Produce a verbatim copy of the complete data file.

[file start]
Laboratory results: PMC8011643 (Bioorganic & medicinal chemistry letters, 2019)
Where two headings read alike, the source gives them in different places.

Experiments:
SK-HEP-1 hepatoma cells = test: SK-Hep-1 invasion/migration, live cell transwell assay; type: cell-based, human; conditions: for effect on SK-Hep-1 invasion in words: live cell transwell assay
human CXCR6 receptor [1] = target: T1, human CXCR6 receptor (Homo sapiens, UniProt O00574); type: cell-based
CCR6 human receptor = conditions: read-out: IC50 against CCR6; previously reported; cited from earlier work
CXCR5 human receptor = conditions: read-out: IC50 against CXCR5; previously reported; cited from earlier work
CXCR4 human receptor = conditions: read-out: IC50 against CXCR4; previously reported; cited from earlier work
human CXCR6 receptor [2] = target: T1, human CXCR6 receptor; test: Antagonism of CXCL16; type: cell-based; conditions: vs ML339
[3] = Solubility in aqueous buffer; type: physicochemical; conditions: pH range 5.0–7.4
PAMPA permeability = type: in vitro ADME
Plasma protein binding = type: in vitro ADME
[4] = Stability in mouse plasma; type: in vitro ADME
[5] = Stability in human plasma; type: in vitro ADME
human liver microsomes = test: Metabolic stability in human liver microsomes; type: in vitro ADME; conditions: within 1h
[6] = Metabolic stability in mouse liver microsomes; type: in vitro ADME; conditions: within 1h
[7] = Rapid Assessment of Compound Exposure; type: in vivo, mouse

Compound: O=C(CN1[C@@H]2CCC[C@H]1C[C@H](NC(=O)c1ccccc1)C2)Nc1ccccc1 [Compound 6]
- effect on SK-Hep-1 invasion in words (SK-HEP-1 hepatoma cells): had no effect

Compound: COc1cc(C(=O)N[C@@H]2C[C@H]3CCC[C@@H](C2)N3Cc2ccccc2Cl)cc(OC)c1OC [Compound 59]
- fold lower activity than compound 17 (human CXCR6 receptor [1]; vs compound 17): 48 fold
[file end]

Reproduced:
Laboratory results: PMC8011643 (Bioorganic & medicinal chemistry letters, 2019)
Where two headings read alike, the source gives them in different places.

Experiments:
SK-HEP-1 hepatoma cells = test: SK-Hep-1 invasion/migration, live cell transwell assay; type: cell-based, human; conditions: for effect on SK-Hep-1 invasion in words: live cell transwell assay
human CXCR6 receptor [1] = target: T1, human CXCR6 receptor (Homo sapiens, UniProt O00574); type: cell-based
CCR6 human receptor = conditions: read-out: IC50 against CCR6; previously reported; cited from earlier work
CXCR5 human receptor = conditions: read-out: IC50 against CXCR5; previously reported; cited from earlier work
CXCR4 human receptor = conditions: read-out: IC50 against CXCR4; previously reported; cited from earlier work
human CXCR6 receptor [2] = target: T1, human CXCR6 receptor; test: Antagonism of CXCL16; type: cell-based; conditions: vs ML339
[3] = Solubility in aqueous buffer; type: physicochemical; conditions: pH range 5.0–7.4
PAMPA permeability = type: in vitro ADME
Plasma protein binding = type: in vitro ADME
[4] = Stability in mouse plasma; type: in vitro ADME
[5] = Stability in human plasma; type: in vitro ADME
human liver microsomes = test: Metabolic stability in human liver microsomes; type: in vitro ADME; conditions: within 1h
[6] = Metabolic stability in mouse liver microsomes; type: in vitro ADME; conditions: within 1h
[7] = Rapid Assessment of Compound Exposure; type: in vivo, mouse

Compound: O=C(CN1[C@@H]2CCC[C@H]1C[C@H](NC(=O)c1ccccc1)C2)Nc1ccccc1 [Compound 6]
- effect on SK-Hep-1 invasion in words (SK-HEP-1 hepatoma cells): had no effect

Compound: COc1cc(C(=O)N[C@@H]2C[C@H]3CCC[C@@H](C2)N3Cc2ccccc2Cl)cc(OC)c1OC [Compound 59]
- fold lower activity than compound 17 (human CXCR6 receptor [1]; vs compound 17): 48 fold